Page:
Yesterday we went to church.
It was the first time that I had been in months.
It was never intentional, this skipping church. At least, it wasn’t in the beginning. Before my husband deployed we went regularly as a family as I had for my entire life. Then he left and things started to fall apart. It began with my default reaction when things are hard: hiding.
The Sunday after he left I didn’t want to see anyone. I didn’t want to talk to anyone. I didn’t want people to ask me how I was doing. I needed time to sort out my feelings, privately. I wanted space.
The next week it was a snowstorm. The next, sickness. Then picking up a visitor at the airport smack dab in the middle of church services, on the opposite side of town.
It went on like that for awhile. Life honestly just got in the way.
Then a shift happened. Somewhere in those long six months I just decided not to go.
The Evangelical-guilt began to grow. In my (then) 27 years of living, I’d never gone that long without setting foot in a church. I knew all the things that people would say to me, the same things that I might have said to someone else who started feeling wishy-washy giving up their Sunday mornings.
But still, I didn’t go.
Instead I enjoyed the lazy Sunday mornings with my boy. We went to parks, we cuddled in bed, we shopped. Once we went on a breakfast date.
Sunday mornings coincided with Caleb’s day off, at an hour that he could actually talk. So lots of Sundays we would sleep in and then wake up just as he was available. Skype would ‘ping’ alive and we would spend time as a family, Hadden and me from my comfy queen-sized bed in Nebraska, and Caleb from a tiny cement room on the other side of the world.
Then we moved to Ohio and I chose to wait until Caleb was home to visit churches.
And since he’s home now, we went to church.
I suppose that that isn’t the whole story though. Mixed into this narrative are some pretty complicated feelings about church. I cycle through feelings of anger, love, sadness, disappointment, excitement, confusion, and hope. And even though I’m back in church, those feelings haven’t left.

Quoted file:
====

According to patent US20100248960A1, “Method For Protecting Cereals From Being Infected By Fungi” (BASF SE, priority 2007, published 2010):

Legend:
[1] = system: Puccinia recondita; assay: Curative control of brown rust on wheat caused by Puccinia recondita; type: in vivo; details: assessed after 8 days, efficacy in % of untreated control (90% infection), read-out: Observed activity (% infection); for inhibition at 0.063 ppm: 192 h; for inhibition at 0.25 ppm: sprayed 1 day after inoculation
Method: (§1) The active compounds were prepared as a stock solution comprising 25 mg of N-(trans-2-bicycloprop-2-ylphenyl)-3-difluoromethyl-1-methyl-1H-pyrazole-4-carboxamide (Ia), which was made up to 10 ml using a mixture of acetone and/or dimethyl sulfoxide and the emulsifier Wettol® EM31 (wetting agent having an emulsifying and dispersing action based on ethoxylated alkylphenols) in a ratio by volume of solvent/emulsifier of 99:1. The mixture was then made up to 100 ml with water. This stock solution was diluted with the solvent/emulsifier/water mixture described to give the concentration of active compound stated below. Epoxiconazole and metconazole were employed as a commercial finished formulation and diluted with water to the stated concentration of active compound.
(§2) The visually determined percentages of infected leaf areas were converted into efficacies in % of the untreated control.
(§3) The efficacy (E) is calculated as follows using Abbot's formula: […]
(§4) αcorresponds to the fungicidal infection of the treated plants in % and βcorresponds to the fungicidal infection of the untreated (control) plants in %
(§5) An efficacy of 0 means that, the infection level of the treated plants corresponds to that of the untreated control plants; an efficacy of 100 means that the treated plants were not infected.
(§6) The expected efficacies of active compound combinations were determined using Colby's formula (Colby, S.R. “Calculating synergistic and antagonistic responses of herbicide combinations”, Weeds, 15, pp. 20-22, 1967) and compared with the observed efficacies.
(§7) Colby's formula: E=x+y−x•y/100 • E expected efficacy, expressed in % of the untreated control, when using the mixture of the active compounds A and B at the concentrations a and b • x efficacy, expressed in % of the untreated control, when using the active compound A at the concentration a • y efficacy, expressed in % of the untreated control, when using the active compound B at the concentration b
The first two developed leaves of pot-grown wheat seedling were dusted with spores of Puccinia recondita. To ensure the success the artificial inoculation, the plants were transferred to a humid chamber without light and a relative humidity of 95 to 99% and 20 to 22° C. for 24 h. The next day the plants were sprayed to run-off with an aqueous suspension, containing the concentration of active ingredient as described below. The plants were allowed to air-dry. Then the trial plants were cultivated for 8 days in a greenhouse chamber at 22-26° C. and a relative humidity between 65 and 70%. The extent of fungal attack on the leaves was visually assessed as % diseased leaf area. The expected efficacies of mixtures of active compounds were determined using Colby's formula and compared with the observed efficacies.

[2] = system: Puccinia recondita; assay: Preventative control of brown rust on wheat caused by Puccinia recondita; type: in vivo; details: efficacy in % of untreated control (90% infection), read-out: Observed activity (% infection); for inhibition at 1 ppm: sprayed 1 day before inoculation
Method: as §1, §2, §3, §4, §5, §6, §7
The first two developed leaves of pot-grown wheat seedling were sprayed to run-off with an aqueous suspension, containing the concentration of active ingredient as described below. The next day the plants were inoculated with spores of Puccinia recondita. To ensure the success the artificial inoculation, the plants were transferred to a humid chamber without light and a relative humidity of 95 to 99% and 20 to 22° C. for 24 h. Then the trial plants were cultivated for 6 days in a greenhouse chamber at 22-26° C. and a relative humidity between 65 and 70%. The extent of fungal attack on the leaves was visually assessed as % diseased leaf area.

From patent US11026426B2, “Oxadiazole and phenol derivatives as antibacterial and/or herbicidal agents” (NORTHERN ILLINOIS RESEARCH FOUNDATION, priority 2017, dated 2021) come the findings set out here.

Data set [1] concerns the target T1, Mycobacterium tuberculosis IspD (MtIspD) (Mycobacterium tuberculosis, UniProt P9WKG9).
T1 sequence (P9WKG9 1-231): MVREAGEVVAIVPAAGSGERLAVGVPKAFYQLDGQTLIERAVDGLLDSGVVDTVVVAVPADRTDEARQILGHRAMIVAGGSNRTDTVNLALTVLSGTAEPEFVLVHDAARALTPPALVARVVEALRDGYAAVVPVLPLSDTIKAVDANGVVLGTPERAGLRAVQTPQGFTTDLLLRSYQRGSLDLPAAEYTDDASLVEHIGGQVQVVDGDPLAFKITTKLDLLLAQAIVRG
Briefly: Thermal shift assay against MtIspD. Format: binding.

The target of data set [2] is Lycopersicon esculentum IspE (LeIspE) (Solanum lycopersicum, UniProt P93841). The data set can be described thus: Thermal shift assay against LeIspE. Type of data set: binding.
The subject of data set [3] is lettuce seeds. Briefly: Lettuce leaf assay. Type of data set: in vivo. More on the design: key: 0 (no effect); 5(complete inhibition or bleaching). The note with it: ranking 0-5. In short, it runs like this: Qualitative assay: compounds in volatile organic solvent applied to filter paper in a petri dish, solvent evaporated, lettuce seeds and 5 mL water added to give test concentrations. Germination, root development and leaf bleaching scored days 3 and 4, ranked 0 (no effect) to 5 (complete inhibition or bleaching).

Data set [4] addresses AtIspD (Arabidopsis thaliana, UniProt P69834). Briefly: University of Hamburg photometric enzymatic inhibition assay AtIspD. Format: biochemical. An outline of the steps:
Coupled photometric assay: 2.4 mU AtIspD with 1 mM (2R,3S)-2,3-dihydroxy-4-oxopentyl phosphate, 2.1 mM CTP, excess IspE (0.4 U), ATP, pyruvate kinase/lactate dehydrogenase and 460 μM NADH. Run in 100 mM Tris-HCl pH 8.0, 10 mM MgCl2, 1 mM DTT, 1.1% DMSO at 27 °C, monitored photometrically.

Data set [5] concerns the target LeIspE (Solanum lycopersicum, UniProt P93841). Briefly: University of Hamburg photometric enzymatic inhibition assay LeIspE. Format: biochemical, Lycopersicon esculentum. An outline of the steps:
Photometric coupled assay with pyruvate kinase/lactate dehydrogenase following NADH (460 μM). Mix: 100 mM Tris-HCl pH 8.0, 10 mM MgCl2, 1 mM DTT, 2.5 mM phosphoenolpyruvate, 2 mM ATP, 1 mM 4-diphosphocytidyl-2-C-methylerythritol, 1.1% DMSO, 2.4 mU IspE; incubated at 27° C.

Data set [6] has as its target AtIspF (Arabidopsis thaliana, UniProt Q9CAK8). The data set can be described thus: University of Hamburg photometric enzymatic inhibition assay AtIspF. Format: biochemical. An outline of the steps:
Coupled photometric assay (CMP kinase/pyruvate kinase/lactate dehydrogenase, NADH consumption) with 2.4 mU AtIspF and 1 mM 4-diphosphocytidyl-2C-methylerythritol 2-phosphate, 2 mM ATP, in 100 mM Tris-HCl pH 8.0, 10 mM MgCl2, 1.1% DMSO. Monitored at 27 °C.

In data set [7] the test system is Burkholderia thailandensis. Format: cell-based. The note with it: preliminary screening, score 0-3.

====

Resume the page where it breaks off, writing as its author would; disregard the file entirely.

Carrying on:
But this is what I want you to hear:
When I wasn’t at church, I still was the Church.
I prayed, for myself and for others.
I attended our small group regularly.
I was convicted and so I confessed.
I was involved in the lives of Christian friends.
I read my bible and I studied theology and church history.
But still I didn’t go to church.
It was the kind of faith that I would have ridiculed ten years ago. I would have been suspicious of someone who claimed Christ, yet didn’t attend to church.
Even now I can’t bring myself to recommend it to someone else. I can’t claim that it’s good practice for a Christian to avoid church.
But, as strange as this sounds, when I went to God with my guilt over skipping church, God came back to me with grace. Grace for skipping church. Grace for needing space. Grace for being where I am.
It comes down to this:
I am the Church whether or not I am there. Whether or not I like it. Whether or not I am feeling and believing all the right things that day. I am the Church on my best days and I am the Church when I’m at my very worst.
I am the Church when I consume Christ’s body and blood and when I drive through Starbucks. I am the Church when I sing out my faith alongside other Christians, but also when a secular song shakes me to my core.
I am the Church.
Are you okay with that?